Tunisian women with ties to suspected members of the Islamic State group (IS) who were recently repatriated to Tunisia are all in detention with some have faced abuse, contracted COVID-19, and denied their rights, Human Rights Watch said Saturday.
The rights group called on Tunisian authorities to immediately ensure that all repatriated women are treated humanely, receive necessary medical treatment, and are granted their full due process rights while in detention.
“While the authorities should assess these women individually and prosecute any who committed serious crimes, there is no excuse for depriving them of their rights,” said Hanan Salah, senior Middle East and North Africa researcher at Human Rights Watch.
“Prison authorities should end all alleged abuse, ensure access to lawyers, and ensure that adequate preventive measures and health care are in place to prevent the spread of COVID-19.”
Between March 11 and 18, Tunisian authorities repatriated 10 women and 14 children who were held in Libyan prisons, some for more than 5 years, for having ties to suspected members of the extremist armed group Islamic State, according to the Tunisian Observatory for Human Rights (TOHR).
One woman, who has two children, was a child herself when she went to Libya, her brother said. All the repatriated children were released to the care of relatives or are under government care in social service facilities.
Relatives and lawyers of four of the women said they are detained in Manouba Prison. None had access to a lawyer during interrogation, and one of them said the family could not afford to hire a lawyer.
One woman told her relatives she was beaten by investigators during interrogation and coerced to sign an interrogation report. Formal charges against the women remained pending, relatives and lawyers said.
Two relatives said that detention conditions were abysmal and that at least three repatriated women said they had contracted COVID-19 and believed that some other repatriated women were also sick with COVID-19.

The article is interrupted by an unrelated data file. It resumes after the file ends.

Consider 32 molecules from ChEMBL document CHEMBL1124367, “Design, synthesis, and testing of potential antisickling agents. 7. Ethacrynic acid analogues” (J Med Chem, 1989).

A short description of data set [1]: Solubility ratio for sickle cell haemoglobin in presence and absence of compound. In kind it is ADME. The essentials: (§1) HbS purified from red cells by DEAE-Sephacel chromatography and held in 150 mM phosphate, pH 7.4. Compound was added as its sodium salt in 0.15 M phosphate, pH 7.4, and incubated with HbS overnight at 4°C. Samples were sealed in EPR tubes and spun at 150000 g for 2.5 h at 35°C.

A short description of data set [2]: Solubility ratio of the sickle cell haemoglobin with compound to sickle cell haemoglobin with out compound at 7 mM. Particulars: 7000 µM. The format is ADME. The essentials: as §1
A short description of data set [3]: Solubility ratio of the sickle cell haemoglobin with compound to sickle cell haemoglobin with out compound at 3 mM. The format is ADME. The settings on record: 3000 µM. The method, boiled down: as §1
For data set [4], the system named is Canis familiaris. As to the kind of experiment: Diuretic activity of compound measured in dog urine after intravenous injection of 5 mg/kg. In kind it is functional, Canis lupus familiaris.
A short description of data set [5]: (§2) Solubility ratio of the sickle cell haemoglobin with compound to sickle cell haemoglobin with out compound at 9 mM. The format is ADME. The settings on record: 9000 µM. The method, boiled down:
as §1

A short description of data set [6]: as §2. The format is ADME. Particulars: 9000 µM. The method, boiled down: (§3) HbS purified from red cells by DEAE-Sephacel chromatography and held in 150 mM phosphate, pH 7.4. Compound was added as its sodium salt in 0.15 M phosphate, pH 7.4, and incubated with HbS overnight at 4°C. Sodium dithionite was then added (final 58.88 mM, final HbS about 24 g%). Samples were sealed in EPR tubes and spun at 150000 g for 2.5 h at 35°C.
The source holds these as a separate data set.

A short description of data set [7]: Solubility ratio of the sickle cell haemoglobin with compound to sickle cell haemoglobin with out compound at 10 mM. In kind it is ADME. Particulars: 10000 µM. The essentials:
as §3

Containing COVID-19 and offering adequate medical treatment to those affected should be a priority for the authorities. But they should not use COVID-19 as an excuse for indefinite detention without charge, Human Rights Watch said.
The father of one of the women told Human Rights Watch that his daughter, who was repatriated on March 18, told him that she had contracted COVID-19. He said they were separated by a glass barrier during his five-minute visit.
“She was sick when I saw her and told me that other women had also contracted COVID-19. She told me that the women were not receiving any medical treatment inside the prison.”
His daughter also told him that she had been ill-treated while in detention in Tunisia: “My daughter told me that officers at the Gorjeni Anti-Terrorism Unit beat her during interrogation and coerced her to sign interrogation reports. She told me that she had beating marks on her body.”
The basis for the continued detention without charge of the women is Tunisia’s 2015 counterterrorism law, which extends incommunicado detention from 6 to up to 15 days for terrorism suspects, permits courts to close hearings to the public, and allows witnesses to remain anonymous to the defendants. The law allows the police to interrogate suspects without a lawyer for 15 days.
The law endangers human rights, lacks safeguards against abuse, and should be amended, Human Rights Watch said.
As a state party to the International Covenant on Civil and Political Rights and the African Charter on Human and Peoples’ Rights, Tunisia is required to ensure that anyone deprived of their liberty is treated humanely and with dignity and is afforded their full due process rights.
Tunisian authorities, as an immediate step, should grant unfettered access to lawyers and allow family members to visit the detained women, Human Rights Watch said. (Source: HRW)